With China’s Spring Festival celebration in full swing, the country’s favorite color is everywhere. During this special holiday season, red paraphernalia is not limited to home and office décor; nearly every aspect of Chinese life takes on a crimson tinge.
From the red envelopes stuffed with cash and given as gifts, to the red gowns Chinese brides wear on their wedding day, the importance of this color in Chinese culture is indisputable.
But while red symbolizes luck, prosperity, and happiness, China’s favorite color carries different connotations in different cultural contexts.
In Aztec culture, red dye was associated with blood and red amulets worn by leaders were believed to prolong life. The dye was created by extracting pigment from the female cochineal beetle. About one million beetles were needed to create just one pound of dye, so it was considered more valuable than gold!
Sweden also reserved red for the privileged. “Falu red” was created with expensive, rare pigments extracted from the Falun mine and represented wealth. It was used on the side of wooden mansions to preserve the wood, while adding to its aesthetic value.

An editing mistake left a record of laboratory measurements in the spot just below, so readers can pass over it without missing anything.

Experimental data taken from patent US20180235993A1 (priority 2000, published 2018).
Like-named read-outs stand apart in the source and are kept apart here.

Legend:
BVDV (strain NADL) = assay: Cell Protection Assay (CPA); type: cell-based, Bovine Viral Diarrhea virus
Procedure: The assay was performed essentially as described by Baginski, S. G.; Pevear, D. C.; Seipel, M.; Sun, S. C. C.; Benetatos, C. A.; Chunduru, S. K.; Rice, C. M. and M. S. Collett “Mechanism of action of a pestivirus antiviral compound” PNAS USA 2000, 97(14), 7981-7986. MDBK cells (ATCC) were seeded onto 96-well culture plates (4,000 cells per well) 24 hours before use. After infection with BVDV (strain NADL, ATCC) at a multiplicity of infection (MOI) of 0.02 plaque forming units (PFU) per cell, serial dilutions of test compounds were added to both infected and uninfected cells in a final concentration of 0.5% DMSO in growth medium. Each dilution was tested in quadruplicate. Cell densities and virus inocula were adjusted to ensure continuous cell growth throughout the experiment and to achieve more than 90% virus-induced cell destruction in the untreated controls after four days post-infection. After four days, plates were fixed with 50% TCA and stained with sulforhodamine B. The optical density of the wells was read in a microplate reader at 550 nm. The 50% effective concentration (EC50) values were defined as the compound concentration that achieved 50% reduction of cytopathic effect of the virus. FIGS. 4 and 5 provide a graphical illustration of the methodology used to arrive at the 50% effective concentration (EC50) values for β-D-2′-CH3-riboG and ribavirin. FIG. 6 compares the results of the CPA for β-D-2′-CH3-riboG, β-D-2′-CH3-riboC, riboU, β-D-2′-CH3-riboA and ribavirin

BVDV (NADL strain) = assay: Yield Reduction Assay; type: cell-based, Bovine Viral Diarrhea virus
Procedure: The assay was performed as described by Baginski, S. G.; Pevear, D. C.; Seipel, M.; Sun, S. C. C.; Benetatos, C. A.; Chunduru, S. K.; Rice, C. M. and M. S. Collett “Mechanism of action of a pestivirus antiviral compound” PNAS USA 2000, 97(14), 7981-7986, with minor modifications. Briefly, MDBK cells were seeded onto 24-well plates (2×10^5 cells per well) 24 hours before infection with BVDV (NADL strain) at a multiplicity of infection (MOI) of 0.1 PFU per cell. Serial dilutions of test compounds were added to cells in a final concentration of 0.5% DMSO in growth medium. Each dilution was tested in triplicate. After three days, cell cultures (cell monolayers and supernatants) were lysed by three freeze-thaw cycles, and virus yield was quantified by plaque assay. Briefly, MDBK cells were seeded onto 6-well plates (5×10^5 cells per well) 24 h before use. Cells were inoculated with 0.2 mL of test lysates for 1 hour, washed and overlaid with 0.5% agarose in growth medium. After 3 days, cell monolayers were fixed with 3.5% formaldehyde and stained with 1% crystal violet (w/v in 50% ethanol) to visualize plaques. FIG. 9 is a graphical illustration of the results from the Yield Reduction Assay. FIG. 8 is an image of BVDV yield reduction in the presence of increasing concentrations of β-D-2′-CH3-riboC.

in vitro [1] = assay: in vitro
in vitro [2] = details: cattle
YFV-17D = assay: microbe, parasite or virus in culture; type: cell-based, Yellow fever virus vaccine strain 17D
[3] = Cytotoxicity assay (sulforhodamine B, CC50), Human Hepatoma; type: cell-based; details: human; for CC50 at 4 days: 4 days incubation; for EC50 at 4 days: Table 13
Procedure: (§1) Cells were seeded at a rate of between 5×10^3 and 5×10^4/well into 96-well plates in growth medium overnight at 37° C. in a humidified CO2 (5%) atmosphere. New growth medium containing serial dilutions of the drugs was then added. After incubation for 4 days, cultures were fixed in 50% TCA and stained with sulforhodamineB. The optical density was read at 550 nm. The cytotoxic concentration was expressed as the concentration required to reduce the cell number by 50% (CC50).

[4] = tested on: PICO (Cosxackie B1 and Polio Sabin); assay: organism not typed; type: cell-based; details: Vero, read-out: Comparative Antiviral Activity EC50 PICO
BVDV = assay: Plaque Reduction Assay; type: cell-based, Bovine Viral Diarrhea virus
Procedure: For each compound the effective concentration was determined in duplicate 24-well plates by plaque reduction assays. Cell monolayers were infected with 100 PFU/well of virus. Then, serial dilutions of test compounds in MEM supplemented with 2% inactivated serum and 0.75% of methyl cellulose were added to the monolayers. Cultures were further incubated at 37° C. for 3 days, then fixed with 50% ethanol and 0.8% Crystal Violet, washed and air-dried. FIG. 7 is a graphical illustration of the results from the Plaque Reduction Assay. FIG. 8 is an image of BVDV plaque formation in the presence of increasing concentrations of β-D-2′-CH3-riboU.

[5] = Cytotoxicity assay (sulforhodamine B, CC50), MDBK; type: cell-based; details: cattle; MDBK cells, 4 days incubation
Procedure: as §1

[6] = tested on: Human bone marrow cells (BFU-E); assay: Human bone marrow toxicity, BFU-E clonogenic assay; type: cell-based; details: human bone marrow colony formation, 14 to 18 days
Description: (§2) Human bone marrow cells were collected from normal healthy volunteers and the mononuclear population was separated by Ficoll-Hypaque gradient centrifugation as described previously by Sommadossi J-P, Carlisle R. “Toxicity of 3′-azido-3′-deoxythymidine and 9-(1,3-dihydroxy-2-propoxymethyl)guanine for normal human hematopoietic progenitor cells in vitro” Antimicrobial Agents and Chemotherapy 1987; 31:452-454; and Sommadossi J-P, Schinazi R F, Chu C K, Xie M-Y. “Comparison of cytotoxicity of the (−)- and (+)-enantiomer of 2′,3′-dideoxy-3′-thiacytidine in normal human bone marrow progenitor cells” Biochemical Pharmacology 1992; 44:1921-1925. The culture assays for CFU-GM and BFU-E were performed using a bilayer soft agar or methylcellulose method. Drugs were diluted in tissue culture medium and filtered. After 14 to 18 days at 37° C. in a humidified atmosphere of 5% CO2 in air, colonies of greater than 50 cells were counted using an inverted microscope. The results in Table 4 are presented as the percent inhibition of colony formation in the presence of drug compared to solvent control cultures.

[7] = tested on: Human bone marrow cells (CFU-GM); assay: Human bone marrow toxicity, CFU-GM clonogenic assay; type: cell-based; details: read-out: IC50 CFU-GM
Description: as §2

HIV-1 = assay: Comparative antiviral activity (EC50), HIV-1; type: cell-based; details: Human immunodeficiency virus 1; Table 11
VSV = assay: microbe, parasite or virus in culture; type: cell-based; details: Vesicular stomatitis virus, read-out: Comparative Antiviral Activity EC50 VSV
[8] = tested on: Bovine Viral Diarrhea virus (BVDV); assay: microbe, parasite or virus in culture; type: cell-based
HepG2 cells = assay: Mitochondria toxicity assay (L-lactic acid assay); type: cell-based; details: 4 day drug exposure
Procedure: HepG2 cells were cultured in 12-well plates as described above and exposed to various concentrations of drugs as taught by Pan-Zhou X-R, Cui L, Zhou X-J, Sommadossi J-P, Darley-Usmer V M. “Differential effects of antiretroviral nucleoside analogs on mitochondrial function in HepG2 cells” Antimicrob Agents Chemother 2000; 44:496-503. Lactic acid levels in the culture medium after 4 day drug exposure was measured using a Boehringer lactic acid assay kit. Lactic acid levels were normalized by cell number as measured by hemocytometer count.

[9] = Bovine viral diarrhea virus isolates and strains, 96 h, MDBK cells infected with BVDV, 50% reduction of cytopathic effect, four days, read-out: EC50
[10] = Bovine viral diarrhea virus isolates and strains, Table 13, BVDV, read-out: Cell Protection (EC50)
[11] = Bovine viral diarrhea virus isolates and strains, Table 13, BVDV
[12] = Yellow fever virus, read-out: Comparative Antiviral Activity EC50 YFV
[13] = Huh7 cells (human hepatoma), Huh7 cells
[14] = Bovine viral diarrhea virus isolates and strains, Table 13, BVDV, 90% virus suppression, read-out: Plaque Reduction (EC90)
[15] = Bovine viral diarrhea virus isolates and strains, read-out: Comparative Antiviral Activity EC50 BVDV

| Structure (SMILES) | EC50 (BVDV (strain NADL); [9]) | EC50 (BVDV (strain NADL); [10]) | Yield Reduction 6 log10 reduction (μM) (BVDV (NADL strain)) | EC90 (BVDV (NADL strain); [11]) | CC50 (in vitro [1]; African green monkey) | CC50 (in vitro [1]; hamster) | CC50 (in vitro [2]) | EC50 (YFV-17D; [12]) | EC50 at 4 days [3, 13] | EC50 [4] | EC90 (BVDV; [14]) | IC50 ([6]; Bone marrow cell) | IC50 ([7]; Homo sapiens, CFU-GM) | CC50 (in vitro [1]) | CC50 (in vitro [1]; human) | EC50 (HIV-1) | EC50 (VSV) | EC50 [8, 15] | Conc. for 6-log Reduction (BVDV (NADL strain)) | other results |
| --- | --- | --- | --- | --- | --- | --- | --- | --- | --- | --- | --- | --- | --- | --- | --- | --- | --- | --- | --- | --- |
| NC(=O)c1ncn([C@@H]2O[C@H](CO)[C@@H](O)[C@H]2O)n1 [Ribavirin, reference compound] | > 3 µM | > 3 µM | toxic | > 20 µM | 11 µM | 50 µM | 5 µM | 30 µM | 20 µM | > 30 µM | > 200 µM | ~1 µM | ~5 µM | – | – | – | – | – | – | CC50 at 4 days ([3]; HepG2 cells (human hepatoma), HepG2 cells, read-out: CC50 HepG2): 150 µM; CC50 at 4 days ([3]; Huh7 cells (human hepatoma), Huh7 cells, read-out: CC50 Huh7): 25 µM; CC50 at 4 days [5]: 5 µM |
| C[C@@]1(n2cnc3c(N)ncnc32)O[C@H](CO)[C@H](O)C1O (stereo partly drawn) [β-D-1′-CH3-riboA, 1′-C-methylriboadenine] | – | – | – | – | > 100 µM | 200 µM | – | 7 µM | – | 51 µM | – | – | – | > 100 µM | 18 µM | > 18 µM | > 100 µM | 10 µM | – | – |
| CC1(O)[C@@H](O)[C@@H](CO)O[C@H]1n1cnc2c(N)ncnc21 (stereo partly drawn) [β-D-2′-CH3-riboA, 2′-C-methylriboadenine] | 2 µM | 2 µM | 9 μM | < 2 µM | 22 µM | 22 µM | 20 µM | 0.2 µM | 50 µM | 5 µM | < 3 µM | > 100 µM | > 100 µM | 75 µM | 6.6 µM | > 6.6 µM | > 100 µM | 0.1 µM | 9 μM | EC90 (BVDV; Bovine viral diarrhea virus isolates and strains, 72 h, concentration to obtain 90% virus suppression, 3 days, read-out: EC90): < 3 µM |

In some cultures, the color red has religious ties. In India, it represents purity, and is associated with Hindu beliefs in karma and reincarnation.
Japanese Shinto and Buddhist traditions often “clothe” their deities in red as a symbol of devotion. In Christian traditions, the color is one of extremes, symbolizing temptation, war, and sacrifice while also representing life, purification, and redemption. The Catholic Church reserves red for the feast days of the martyrs.
Bright red pigments have been shown to capture the peripheral attention faster than any other color. Psychologists believe red inspires passion and enthusiasm, raises heart rate and blood pressure, and may even increase appetite. For this reason, many food and beverage companies in the United States capitalize on red’s subconscious effects with their advertizing. McDonald’s, Burger King, Wendy’s, KFC, and Coca-Cola all use red as their primary brand color.
Red’s subconscious effects and differing interpretations across cultures highlight color selection’s importantance when managing a global brand. If an advertisement or logo does not reflect the corporate identity, or if a product’s packaging is at odds with a culture’s perception of color, the disunity will create tension for international consumers. It’s just another example of how true localization needs to go beyond words.
When Spain sent conquistadors to South America in the 1500s, they were amazed at the vibrancy of the cochineal-extract dyed fabric. The dye quickly became a valuable trade good which spread throughout Europe and symbolized the exotic culture of the New World.